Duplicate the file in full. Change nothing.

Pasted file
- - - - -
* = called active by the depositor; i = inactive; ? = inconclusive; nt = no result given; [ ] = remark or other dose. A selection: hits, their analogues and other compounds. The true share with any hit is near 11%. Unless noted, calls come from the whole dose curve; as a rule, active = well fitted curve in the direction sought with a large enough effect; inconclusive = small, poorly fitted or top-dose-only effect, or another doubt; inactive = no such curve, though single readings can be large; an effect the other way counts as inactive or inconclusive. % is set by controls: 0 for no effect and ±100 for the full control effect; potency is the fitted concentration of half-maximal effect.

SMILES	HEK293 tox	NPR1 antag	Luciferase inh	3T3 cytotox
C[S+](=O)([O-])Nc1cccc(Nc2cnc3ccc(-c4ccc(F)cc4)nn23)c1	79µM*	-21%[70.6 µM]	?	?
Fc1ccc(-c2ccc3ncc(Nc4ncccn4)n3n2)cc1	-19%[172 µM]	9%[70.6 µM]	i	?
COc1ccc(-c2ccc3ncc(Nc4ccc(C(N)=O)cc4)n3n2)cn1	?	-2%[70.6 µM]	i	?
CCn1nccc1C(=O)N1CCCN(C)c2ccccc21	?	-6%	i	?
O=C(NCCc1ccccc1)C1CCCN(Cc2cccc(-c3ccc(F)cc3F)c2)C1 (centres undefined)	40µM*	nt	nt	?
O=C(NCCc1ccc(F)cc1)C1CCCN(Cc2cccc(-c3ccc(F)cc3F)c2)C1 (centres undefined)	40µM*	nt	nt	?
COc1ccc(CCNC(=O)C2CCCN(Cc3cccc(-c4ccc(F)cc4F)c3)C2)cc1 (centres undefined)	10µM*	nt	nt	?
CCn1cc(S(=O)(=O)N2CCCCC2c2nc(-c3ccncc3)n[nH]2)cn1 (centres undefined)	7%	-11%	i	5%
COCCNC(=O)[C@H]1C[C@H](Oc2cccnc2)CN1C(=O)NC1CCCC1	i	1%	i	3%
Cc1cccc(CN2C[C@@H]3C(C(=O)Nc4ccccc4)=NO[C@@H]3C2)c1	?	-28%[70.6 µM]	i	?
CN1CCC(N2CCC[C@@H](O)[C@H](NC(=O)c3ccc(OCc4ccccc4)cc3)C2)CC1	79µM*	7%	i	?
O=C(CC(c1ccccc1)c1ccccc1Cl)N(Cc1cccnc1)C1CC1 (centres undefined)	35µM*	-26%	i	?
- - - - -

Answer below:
* = called active by the depositor; i = inactive; ? = inconclusive; nt = no result given; [ ] = remark or other dose. A selection: hits, their analogues and other compounds. The true share with any hit is near 11%. Unless noted, calls come from the whole dose curve; as a rule, active = well fitted curve in the direction sought with a large enough effect; inconclusive = small, poorly fitted or top-dose-only effect, or another doubt; inactive = no such curve, though single readings can be large; an effect the other way counts as inactive or inconclusive. % is set by controls: 0 for no effect and ±100 for the full control effect; potency is the fitted concentration of half-maximal effect.

SMILES	HEK293 tox	NPR1 antag	Luciferase inh	3T3 cytotox
C[S+](=O)([O-])Nc1cccc(Nc2cnc3ccc(-c4ccc(F)cc4)nn23)c1	79µM*	-21%[70.6 µM]	?	?
Fc1ccc(-c2ccc3ncc(Nc4ncccn4)n3n2)cc1	-19%[172 µM]	9%[70.6 µM]	i	?
COc1ccc(-c2ccc3ncc(Nc4ccc(C(N)=O)cc4)n3n2)cn1	?	-2%[70.6 µM]	i	?
CCn1nccc1C(=O)N1CCCN(C)c2ccccc21	?	-6%	i	?
O=C(NCCc1ccccc1)C1CCCN(Cc2cccc(-c3ccc(F)cc3F)c2)C1 (centres undefined)	40µM*	nt	nt	?
O=C(NCCc1ccc(F)cc1)C1CCCN(Cc2cccc(-c3ccc(F)cc3F)c2)C1 (centres undefined)	40µM*	nt	nt	?
COc1ccc(CCNC(=O)C2CCCN(Cc3cccc(-c4ccc(F)cc4F)c3)C2)cc1 (centres undefined)	10µM*	nt	nt	?
CCn1cc(S(=O)(=O)N2CCCCC2c2nc(-c3ccncc3)n[nH]2)cn1 (centres undefined)	7%	-11%	i	5%
COCCNC(=O)[C@H]1C[C@H](Oc2cccnc2)CN1C(=O)NC1CCCC1	i	1%	i	3%
Cc1cccc(CN2C[C@@H]3C(C(=O)Nc4ccccc4)=NO[C@@H]3C2)c1	?	-28%[70.6 µM]	i	?
CN1CCC(N2CCC[C@@H](O)[C@H](NC(=O)c3ccc(OCc4ccccc4)cc3)C2)CC1	79µM*	7%	i	?
O=C(CC(c1ccccc1)c1ccccc1Cl)N(Cc1cccnc1)C1CC1 (centres undefined)	35µM*	-26%	i	?